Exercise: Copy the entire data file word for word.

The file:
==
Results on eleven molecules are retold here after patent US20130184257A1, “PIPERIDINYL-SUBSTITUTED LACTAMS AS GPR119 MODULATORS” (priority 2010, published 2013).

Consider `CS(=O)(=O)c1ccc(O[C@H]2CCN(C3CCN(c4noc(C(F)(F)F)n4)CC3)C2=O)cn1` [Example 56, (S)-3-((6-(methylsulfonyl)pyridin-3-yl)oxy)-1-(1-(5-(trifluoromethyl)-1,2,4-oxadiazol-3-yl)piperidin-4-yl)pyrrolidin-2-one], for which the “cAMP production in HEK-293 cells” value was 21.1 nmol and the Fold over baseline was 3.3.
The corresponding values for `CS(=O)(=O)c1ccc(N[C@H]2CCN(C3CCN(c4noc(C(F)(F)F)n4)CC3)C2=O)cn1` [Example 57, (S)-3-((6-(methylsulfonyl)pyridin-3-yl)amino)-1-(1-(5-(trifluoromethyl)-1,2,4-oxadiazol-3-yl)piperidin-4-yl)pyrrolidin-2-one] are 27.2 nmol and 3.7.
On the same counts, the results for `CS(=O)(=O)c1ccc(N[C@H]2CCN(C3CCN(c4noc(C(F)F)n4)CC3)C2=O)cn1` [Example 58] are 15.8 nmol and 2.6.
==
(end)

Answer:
Results on eleven molecules are retold here after patent US20130184257A1, “PIPERIDINYL-SUBSTITUTED LACTAMS AS GPR119 MODULATORS” (priority 2010, published 2013).

Consider `CS(=O)(=O)c1ccc(O[C@H]2CCN(C3CCN(c4noc(C(F)(F)F)n4)CC3)C2=O)cn1` [Example 56, (S)-3-((6-(methylsulfonyl)pyridin-3-yl)oxy)-1-(1-(5-(trifluoromethyl)-1,2,4-oxadiazol-3-yl)piperidin-4-yl)pyrrolidin-2-one], for which the “cAMP production in HEK-293 cells” value was 21.1 nmol and the Fold over baseline was 3.3.
The corresponding values for `CS(=O)(=O)c1ccc(N[C@H]2CCN(C3CCN(c4noc(C(F)(F)F)n4)CC3)C2=O)cn1` [Example 57, (S)-3-((6-(methylsulfonyl)pyridin-3-yl)amino)-1-(1-(5-(trifluoromethyl)-1,2,4-oxadiazol-3-yl)piperidin-4-yl)pyrrolidin-2-one] are 27.2 nmol and 3.7.
On the same counts, the results for `CS(=O)(=O)c1ccc(N[C@H]2CCN(C3CCN(c4noc(C(F)F)n4)CC3)C2=O)cn1` [Example 58] are 15.8 nmol and 2.6.